By Joy Odor
The U.S. Agency for International Development (USAID) has rolled out the distribution of 40,000 Kotex Sanitary Pads – a donation from U.S. multinational corporation Kimberly-Clark to improve the menstrual hygiene and wellbeing of young girls in Nigeria.
Over a six-month period, this initiative will reach more than 6,000 adolescent girls between 10 and 19 years old in Adamawa, Akwa-Ibom, Bauchi, Bayelsa, Cross Rivers, Edo, Kano, Lagos, Niger, and Taraba states.
Young women and girls in Nigeria face different challenges managing their menstruation across varying socio-cultural, economic, and environmental contexts.
These challenges include inadequate knowledge about proper menstruation management and lack of access to good menstrual hygiene management materials, which have far-reaching consequences.
“The lack of access to hygiene resources has a serious impact on school attendance,” said USAID Deputy Office Director for Health, Mieko McKay at the handover ceremony in Lagos.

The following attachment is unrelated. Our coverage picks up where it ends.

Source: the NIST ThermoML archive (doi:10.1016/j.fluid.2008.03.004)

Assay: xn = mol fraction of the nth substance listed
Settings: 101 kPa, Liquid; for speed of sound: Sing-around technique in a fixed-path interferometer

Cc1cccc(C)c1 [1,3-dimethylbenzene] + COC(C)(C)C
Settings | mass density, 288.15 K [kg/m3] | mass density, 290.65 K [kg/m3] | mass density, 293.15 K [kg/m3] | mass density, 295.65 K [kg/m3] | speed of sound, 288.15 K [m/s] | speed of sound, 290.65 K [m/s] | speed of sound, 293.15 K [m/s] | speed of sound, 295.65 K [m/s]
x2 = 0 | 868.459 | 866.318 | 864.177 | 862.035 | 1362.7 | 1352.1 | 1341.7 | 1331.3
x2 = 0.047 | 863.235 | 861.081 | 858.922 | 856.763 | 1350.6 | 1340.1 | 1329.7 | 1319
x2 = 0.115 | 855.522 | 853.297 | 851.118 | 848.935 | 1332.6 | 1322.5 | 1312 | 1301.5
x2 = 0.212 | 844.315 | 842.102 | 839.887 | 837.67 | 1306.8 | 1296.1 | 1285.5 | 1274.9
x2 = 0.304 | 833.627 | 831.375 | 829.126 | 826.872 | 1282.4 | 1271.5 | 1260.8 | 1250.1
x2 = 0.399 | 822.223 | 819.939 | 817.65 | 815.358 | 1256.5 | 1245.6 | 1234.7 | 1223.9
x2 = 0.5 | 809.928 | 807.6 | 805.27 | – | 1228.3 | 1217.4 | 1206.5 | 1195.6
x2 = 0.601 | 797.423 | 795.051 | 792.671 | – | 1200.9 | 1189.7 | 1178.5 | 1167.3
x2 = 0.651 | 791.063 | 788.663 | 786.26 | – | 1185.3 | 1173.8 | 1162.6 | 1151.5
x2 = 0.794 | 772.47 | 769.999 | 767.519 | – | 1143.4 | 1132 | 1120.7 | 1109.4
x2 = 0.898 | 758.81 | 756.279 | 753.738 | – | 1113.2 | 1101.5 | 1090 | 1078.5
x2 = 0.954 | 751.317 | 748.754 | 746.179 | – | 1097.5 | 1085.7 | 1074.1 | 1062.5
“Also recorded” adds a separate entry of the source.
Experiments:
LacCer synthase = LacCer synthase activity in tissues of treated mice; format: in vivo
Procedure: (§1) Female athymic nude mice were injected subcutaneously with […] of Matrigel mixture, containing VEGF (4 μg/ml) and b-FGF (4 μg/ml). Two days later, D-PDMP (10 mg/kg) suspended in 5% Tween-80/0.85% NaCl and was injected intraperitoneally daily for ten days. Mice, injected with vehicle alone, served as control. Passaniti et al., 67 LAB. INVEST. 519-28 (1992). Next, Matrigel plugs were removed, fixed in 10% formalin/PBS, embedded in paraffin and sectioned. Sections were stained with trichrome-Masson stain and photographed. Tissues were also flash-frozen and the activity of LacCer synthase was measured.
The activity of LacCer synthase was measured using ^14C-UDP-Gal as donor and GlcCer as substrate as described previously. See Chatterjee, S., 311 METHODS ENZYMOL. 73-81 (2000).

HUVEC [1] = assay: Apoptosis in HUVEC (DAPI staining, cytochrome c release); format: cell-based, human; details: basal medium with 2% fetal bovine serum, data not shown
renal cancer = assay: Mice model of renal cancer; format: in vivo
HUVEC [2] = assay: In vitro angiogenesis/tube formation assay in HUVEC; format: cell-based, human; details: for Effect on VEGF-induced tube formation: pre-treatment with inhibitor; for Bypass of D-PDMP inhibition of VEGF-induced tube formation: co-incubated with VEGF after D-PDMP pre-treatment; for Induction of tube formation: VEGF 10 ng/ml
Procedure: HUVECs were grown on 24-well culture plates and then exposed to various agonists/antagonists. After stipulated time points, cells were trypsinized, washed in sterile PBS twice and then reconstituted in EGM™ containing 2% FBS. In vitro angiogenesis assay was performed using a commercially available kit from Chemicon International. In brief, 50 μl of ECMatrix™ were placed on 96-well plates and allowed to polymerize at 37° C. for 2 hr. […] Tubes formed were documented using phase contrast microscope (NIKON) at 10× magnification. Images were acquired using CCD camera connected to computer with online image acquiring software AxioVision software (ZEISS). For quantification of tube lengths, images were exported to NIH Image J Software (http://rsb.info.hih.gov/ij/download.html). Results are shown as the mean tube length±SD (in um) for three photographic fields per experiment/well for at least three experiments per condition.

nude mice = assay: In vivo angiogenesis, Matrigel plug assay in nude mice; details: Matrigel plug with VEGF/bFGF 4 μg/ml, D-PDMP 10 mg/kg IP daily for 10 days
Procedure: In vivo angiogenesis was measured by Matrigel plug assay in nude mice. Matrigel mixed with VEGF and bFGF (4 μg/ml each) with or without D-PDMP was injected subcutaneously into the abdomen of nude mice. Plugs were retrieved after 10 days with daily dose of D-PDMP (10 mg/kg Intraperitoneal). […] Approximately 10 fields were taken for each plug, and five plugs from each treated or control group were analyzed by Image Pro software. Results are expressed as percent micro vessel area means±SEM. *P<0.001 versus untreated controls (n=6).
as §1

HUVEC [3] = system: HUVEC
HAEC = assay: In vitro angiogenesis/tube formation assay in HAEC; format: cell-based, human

“This collaboration is a great example of how USAID engages with the private sector to improve the well-being, reproductive health, and school attendance of adolescent girls.”
Kimberly-Clark’s Government Relations Manager, Nigeria and East Africa, Zainab Obagun said, “We strongly believe in investments that go beyond monetary endowments to create sustainable programs that demystify stigmas that affect the girl child.” S
She added, “This donation will empower more than 6,000 adolescent girls to benefit from USAID’s health interventions across Nigeria.”
Since 2020, USAID has reached over 500,000 orphans and vulnerable children through the U.S. President’s Emergency Plan for AIDS Relief (PEPFAR).
This initiative provides comprehensive social welfare services to improve family stability and resilience.
Kimberly-Clark and USAID implementing partner, Association for Reproductive and Family Health, signed the agreement for the donation on January 28, 2022.